public talk of an attempt to legitimatize the son In 1817, Forty Sonnets from Petrarch, printed
and daughter of the late duke, but the political ob- (with every advantage of typography) by Sir. S.
stacles were deemed insurmountable. Meanwhile Egerton Brydges, Bart., at his private press, Lee
his Royal Highness had espoused (according to the Priory, Kent.
form which had already been declared illegal) the In 1820, Dr. Zouch's Works collected, with a
Lady Cecilia Underwood. As some compensation Prefatory Memoir, in two vols. 8vo., and a collec.
for the former proceeding, the duke's influence tion of Archbishop Markham's Carmina Quadrages.
with his royal niece obtained for the Lady Cecilia imalia, &c., in 410 and 8vo. for private circulation.
the title of Duchess of Inverness, and in the royal In 1821, A Charge delivered to the Clergy of the
circle she was recognized as his wife. At the din. | Archdeaconry of Cleveland, 8vo.-And the Lyrics
ner given to her Majesty at Guildhall, the Duchess of Horace, being a translation of the first four
sat at the Queen's table.

Books of his Odes. 8vo. Second edition in 4to. and
Altogether the death of the illustrious duke will 8vo. for private distribution only, 1832.
be sincerely lamented ; yet it was in the course of In 1822. A second Charge, delivered to the Clergy
nature at seventy years of age. There are now of the Archdeaconry of Cleveland, 8vo.
but two survivors of the sons of George the Third. In 1823, Two Assize Sermons, 8vo.--And a third
Of those royal princes none has exhibited in private Charge delivered to the Clergy of the Archdeaconry
life to a greater degree than the Duke of Sussex of Cleveland, 8vo.
qualities that tended to conciliate the personal re- In 1824, Sertum Cantabrigiense ; or the Cam.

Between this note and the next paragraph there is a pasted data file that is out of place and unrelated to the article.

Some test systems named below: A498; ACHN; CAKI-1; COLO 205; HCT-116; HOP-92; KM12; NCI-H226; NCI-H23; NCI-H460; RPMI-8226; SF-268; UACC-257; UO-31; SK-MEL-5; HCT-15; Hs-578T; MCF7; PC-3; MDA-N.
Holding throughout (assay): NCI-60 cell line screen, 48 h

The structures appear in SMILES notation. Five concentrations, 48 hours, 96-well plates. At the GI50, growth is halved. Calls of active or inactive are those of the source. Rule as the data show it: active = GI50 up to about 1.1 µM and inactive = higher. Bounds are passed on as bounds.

gard even of those who deprecated his political bridge Garland, 8vo.

In 1828, Bp. Walton's Prolegomena to the PolyRev. Francis WRANGHAM, M. A.-Dec. 27. At glot Bible, with copious annotations, in 2 vols. 8vo. his residence in Chester, aged 73, the Rev. Francis under the sanction of the University of Cambridge; Wrangham, M. A., F. S. A., late Archdeacon of the which, with her accustomed munificence, defrayed East Riding of York, Chaplain to the Archbishop the expense of the publication. of York, Canon of York and Chester, and Rector of

The Plead, or Evidence of Christianity, forming Hunmanby, Yorkshire, and of Dodleston, Cheshire. the twenty-sixth volume of Constable's Miscellany. Mr. Wrangham was a member of the Roxburghe

In 1829, a Letter to the clergy of the Archdea. and Bannatyne clubs; and, as honorary adjunct, of conry of the East Riding of Yorkshire, on the Roseveral philosophical and literary societies.

man Catholic claims; of which Mr. Wrangham We now proceed to give a list of his numerous had, for upward of thirty years, been the firm bus publications.

temperate advocate. He is said to have published anonymously, in

He occasionally employed his leisure by printing 1792, an anti-radical parody on part of a comedy of (for private circula:ion exclusively) Centuria MiraAristophanes, with critical notes, entitled, Reform, bilis, and The Saving Bank, 4to. The Doom of the a farce, 8vo.